Winning the Peace: America and World Order in the New Era - John Gerard RuggieNew York: Columbia University Press, 1996, Hardback in Dust Wrapper.
Condition: Very Good — in Very Good Dust Wrapper.
From the cover: “In this much-anticipated exploration of global politics in the post-cold war world, John Gerard Ruggie presents a compelling vision of American foreign policy into the next century, at once historically grounded, theoretically informed, and eminently practical.
In an age when anti-communist alliance-building no longer sustains American engagement in support of a stable world order, what goal can act as the guiding principle of this nation’s foreign policy? Ruggie cautions that a combination of unilateral, case-by-case accounting of American interests abroad, an “all-or-nothing” military doctrine, and the domestic insecurity bred by the forces of globalization are likely to tilt U. S. foreign policy toward neo-isolationism.
Winning the Peace persuasively argues for an alternative agenda. Ruggie builds on the strategies that America’s leaders had designed to maintain international stability before the cold war broke out, calling for the promotion of cooperative security relations, economic multilateralism, and a new domestic social contract.
This timely, provocative book contends that, in order to succeed in a continued international leadership role, America must come to grips again with a fundamental challenge of self-definition: what it is and what it ought to become as a nation.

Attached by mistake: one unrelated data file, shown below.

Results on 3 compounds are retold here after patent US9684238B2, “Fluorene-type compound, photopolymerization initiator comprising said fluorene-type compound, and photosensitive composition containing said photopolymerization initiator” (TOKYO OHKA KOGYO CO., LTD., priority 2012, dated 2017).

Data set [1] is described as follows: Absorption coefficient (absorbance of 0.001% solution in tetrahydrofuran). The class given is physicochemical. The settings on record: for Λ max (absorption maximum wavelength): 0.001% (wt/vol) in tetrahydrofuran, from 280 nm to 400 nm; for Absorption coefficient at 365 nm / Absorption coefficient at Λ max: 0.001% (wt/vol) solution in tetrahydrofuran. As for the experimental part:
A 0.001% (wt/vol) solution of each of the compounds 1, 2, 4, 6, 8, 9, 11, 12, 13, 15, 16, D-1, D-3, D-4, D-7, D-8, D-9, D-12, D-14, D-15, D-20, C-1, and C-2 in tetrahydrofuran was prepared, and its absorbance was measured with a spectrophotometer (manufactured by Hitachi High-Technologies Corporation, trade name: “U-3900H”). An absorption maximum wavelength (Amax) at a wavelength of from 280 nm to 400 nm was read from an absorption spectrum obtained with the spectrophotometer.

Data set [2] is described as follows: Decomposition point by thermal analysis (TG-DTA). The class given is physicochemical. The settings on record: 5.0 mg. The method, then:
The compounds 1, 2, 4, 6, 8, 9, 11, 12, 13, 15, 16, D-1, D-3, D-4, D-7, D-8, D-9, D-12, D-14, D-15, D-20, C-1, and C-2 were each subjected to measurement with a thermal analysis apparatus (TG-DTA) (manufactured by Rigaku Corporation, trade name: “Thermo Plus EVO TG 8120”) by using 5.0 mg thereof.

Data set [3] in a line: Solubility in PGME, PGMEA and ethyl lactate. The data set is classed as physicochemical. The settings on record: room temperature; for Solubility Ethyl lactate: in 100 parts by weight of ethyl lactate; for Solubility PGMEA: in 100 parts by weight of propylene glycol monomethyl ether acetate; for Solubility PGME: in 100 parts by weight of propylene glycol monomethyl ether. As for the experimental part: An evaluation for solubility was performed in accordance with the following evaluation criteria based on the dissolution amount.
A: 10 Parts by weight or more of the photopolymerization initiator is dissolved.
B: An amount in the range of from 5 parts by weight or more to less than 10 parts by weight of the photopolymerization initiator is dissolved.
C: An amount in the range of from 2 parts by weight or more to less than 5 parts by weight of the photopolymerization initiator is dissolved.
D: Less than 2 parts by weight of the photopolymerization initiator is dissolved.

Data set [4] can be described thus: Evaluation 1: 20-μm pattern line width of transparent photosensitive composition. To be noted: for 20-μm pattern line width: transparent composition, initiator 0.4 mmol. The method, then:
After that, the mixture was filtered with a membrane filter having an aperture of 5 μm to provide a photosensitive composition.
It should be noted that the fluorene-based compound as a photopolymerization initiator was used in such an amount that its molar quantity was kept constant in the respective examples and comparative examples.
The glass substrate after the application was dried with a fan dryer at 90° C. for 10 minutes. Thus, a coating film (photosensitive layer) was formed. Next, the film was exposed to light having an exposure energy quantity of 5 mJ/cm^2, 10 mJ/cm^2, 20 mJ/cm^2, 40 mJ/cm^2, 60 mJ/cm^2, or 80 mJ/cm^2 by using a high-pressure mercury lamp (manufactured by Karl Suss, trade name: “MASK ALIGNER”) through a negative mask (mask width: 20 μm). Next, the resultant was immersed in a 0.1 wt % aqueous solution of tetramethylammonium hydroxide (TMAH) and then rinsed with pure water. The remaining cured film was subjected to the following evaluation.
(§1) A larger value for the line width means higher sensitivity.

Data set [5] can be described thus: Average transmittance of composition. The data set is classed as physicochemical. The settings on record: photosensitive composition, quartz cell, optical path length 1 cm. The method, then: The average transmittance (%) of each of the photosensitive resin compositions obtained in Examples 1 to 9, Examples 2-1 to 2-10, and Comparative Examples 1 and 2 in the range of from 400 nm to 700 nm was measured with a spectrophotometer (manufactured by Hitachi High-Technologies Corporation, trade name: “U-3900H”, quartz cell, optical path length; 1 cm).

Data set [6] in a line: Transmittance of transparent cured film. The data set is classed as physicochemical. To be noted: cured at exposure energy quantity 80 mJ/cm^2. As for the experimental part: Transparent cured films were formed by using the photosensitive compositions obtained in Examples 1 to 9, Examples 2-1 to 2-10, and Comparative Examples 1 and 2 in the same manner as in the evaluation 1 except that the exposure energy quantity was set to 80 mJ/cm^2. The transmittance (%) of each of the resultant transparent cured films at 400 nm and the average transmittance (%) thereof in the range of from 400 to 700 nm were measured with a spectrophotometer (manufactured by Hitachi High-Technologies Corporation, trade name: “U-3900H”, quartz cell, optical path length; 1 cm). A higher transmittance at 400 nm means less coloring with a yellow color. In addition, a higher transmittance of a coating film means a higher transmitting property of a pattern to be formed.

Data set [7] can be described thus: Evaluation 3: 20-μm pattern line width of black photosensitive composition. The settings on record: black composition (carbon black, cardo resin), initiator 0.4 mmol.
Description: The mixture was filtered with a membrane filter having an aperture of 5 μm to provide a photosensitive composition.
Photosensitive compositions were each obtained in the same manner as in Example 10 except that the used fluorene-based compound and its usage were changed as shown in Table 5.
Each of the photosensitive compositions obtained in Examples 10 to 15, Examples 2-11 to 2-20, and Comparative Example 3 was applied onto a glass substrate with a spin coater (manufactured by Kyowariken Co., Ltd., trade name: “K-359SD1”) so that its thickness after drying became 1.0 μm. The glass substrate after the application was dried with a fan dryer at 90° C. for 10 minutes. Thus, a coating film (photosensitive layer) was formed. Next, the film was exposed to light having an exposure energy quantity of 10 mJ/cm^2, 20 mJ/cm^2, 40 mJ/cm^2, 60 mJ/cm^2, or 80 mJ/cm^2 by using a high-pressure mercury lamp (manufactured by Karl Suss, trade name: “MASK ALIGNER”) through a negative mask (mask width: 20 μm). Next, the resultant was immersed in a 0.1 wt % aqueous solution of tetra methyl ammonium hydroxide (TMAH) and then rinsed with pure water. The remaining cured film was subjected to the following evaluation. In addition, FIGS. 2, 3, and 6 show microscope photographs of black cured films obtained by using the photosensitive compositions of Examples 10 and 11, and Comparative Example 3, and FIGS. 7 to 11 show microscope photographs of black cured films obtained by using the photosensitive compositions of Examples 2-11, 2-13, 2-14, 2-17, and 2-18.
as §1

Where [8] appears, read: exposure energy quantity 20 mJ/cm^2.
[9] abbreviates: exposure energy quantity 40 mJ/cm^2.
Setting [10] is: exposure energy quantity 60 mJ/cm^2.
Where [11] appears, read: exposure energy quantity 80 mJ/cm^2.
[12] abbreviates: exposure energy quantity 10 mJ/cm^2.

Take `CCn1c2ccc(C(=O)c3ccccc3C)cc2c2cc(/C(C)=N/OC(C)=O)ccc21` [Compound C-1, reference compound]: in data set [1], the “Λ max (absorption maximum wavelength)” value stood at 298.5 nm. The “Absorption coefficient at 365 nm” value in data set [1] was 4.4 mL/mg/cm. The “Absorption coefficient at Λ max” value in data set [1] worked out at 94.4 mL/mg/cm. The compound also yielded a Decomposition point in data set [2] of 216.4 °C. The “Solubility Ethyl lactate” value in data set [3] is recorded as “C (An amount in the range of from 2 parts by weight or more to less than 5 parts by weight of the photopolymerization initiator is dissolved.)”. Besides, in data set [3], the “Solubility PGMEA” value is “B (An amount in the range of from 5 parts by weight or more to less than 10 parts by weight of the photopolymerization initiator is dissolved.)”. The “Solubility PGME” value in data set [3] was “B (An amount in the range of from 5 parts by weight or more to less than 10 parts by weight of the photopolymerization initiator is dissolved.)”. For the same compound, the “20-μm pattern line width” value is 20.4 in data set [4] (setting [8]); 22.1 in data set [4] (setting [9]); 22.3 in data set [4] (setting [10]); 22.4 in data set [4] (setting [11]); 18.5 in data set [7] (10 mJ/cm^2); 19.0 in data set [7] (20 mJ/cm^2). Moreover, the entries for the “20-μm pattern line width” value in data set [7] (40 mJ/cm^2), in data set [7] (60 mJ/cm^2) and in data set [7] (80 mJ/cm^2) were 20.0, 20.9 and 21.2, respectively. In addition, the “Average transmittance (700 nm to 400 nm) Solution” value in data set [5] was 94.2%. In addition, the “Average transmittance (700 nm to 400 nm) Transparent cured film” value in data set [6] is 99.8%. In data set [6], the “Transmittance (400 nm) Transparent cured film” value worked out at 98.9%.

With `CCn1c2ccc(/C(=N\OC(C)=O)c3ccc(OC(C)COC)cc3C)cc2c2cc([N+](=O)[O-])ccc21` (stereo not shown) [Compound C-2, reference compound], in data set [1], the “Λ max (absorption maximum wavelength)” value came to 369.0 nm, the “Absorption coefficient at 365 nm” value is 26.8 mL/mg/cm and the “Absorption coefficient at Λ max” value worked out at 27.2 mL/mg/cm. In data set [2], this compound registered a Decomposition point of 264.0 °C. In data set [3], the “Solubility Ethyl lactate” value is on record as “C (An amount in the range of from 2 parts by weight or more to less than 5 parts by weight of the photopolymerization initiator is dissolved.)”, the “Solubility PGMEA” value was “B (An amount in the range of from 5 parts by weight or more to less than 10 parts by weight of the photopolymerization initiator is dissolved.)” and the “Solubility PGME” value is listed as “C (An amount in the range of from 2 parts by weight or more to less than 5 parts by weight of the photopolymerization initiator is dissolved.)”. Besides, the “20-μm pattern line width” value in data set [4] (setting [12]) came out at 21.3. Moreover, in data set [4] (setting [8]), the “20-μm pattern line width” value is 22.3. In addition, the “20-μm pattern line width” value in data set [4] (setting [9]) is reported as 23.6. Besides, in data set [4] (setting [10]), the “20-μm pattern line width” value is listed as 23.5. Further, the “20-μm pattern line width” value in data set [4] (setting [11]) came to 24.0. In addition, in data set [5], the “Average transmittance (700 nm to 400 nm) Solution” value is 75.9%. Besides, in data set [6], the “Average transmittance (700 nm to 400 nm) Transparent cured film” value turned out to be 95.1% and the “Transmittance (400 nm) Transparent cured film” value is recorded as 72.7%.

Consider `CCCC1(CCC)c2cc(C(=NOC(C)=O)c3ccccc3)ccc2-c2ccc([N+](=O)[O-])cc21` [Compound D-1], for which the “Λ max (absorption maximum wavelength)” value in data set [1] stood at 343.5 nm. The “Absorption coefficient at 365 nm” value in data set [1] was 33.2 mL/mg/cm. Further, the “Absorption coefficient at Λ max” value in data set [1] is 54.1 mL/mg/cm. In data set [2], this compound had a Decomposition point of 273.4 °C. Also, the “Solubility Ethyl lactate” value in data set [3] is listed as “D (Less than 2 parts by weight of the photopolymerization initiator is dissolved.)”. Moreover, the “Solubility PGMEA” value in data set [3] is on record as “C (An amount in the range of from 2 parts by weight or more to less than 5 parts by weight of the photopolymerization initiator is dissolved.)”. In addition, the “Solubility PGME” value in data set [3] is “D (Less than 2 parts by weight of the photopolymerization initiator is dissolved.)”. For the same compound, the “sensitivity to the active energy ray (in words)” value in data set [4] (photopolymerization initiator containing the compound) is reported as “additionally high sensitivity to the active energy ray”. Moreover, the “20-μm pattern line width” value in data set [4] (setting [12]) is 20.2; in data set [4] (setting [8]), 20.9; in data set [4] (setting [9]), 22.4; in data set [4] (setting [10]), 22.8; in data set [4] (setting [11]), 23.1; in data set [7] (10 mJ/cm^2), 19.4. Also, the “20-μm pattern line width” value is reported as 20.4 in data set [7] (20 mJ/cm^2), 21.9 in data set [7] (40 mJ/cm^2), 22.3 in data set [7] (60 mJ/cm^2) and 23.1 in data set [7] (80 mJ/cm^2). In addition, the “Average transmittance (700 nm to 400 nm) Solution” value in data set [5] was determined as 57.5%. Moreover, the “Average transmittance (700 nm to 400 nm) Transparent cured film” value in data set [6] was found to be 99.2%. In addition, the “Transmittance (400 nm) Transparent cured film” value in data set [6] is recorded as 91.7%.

Winning the Peace surveys a broad spectrum of global affairs in this century — the post-war settlements of 1919 and 1945, the roots of American isolationism, bipolarity and its collapse — providing insight into the major international issues con-fronting America today.
Ruggie lucidly interweaves these strands of history with current events, including American stumbling in Somalia and Bosnia, NATO expansion, U. S. trade disputes with Japan, globalization and domestic economic insecurity, the Contract With America and the politics of multiculturalism, richly illuminating the shortcomings of prevailing approaches to U. S. foreign policy and charting a clear-eyed, visionary course for its future.”